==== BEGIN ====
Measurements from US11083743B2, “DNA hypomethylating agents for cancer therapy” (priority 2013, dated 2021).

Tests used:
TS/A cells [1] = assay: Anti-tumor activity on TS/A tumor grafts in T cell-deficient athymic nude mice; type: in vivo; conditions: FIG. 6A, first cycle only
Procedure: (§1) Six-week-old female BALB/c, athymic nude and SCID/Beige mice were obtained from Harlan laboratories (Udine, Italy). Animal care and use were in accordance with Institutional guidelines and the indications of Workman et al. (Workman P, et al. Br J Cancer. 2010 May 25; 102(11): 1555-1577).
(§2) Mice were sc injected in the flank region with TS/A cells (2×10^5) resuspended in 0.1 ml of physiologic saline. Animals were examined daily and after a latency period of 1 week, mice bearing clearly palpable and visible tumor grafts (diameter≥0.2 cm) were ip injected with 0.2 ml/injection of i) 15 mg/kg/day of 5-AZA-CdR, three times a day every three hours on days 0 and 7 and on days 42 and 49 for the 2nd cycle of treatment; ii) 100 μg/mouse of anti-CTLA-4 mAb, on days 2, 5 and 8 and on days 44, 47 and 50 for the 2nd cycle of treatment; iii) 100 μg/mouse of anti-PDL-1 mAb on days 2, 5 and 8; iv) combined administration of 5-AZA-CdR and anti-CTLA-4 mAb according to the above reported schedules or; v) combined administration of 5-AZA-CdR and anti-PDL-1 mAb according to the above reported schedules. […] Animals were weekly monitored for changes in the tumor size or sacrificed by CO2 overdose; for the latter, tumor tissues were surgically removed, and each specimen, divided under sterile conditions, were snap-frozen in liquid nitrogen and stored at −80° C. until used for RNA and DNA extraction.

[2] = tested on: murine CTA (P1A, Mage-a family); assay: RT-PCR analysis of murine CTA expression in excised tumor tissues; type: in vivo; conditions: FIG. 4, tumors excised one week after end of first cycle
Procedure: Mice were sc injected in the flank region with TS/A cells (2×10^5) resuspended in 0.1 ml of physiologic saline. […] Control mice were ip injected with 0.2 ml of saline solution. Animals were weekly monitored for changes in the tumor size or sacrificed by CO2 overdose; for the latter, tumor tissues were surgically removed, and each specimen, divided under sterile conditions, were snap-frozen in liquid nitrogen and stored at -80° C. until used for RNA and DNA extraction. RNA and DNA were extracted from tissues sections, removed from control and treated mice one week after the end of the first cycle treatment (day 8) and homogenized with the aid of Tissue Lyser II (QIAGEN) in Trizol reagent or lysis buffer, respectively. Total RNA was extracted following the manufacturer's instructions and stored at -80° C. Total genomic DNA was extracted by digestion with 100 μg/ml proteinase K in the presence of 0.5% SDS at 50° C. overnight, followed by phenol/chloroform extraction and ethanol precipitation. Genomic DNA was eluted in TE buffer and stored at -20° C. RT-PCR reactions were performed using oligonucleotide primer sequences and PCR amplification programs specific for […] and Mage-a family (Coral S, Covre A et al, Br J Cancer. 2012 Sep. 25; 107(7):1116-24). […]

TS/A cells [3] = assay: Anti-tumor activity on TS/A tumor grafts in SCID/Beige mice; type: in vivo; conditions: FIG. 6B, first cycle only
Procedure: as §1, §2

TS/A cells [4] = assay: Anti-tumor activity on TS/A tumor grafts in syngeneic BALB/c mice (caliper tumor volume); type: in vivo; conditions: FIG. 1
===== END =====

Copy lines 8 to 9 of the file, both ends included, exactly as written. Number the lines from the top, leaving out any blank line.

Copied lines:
TS/A cells [3] = assay: Anti-tumor activity on TS/A tumor grafts in SCID/Beige mice; type: in vivo; conditions: FIG. 6B, first cycle only
Procedure: as §1, §2